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About This Book
Written by Douglass himself, this is his treatise against slavery that expresses his hope for what life could be. Published in 1845, the text played a role in the Civil War by bolstering the abolitionist cause and promoting early African American intellectualism.
In Douglass's time, slavery was viewed as a civilizing institution that maintained order. Douglass refuted these false notions with accounts of the inhumane treatment slaves frequently endured. He showed that slavery was keeping people in subservient roles, and in the worse cases slaves were treated in terrible ways that were far from civilized.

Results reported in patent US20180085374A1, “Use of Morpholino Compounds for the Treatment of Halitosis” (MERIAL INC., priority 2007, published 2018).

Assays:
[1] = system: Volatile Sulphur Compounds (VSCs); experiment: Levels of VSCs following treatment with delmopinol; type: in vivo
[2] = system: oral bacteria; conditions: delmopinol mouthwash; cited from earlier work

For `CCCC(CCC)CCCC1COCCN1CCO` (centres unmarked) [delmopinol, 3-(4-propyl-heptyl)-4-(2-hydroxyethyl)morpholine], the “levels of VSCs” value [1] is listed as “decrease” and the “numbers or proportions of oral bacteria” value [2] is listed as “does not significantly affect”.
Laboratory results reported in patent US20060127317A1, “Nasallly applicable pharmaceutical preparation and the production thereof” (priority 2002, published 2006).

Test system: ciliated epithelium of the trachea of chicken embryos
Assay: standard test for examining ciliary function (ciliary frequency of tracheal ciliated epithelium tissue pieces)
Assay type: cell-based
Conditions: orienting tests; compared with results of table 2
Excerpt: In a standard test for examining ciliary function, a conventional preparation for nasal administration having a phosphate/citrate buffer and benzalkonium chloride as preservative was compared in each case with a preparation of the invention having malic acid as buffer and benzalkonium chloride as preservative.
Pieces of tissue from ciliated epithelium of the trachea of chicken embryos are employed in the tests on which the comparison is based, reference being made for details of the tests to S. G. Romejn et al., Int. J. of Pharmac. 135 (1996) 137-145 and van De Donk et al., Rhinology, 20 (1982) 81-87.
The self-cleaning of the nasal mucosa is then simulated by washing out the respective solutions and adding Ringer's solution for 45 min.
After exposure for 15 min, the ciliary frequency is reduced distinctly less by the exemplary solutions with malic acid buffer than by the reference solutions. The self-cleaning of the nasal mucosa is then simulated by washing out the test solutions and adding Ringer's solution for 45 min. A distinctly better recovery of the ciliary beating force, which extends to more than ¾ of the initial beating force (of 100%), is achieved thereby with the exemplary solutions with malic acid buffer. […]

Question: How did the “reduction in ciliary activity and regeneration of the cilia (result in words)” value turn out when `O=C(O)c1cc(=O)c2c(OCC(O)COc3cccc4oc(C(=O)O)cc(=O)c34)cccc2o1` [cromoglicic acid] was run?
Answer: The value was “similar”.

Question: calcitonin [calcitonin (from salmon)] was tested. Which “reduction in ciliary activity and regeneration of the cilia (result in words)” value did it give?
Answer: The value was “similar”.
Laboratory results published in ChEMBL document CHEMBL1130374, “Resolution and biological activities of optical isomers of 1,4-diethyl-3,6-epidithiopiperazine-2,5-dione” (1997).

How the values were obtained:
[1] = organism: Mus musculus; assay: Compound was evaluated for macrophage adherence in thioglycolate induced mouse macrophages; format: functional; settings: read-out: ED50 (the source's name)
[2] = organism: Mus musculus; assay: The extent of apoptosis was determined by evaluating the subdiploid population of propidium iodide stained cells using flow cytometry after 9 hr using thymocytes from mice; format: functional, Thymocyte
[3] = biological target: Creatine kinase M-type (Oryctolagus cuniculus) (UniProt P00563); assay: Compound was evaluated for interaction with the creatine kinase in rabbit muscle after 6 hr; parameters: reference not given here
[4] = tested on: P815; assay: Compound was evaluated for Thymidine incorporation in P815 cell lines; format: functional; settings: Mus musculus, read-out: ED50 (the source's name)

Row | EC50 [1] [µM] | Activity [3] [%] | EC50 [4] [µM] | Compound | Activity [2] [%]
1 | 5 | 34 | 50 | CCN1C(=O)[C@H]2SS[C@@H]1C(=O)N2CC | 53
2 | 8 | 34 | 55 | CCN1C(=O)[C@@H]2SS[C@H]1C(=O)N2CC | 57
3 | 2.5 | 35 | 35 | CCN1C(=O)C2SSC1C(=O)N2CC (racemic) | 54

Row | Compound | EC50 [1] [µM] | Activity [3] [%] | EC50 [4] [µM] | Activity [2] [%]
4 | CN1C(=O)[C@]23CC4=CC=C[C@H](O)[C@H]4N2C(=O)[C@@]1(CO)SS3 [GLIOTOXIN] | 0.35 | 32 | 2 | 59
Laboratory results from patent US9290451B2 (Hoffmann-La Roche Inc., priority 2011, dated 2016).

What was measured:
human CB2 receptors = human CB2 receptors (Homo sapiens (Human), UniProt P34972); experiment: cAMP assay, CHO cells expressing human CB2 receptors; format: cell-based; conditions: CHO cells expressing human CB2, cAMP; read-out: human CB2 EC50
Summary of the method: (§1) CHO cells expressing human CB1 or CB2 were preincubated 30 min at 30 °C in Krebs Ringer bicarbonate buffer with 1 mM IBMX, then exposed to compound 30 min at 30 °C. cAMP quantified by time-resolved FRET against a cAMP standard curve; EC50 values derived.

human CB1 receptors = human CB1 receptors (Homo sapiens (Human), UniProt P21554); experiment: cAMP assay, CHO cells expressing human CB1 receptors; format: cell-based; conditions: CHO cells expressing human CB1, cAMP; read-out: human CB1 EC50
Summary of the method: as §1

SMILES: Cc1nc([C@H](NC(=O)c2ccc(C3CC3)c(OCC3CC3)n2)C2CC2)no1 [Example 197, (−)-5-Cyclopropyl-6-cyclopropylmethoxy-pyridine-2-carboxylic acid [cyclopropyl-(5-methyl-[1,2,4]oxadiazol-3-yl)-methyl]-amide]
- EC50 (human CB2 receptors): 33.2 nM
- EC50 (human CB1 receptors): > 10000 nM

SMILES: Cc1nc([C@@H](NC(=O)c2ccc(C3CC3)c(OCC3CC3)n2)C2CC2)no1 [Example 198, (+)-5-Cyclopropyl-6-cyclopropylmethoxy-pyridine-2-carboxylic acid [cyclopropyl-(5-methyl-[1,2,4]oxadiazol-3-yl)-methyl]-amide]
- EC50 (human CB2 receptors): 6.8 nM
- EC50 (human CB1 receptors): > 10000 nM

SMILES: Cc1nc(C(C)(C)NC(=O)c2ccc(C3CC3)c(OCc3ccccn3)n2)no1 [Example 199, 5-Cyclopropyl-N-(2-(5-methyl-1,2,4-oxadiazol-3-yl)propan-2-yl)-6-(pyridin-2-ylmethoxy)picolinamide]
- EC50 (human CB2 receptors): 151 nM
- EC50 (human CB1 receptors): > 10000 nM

Douglass argued slavery was not just dehumanizing to the slave, but also corrupted the slave owners: "Slavery proved as injurious to her as it did to me. When I went there, she was a pious, warm, and tender-hearted woman. Under its influence, the tender heart became stone, and the lamblike disposition gave way to one of tiger-like fierceness."
It was the weight of such sentiments that made Douglass's text so influential to American history. This text is frequently required reading for students and allows us to better understand the full repercussions of slavery.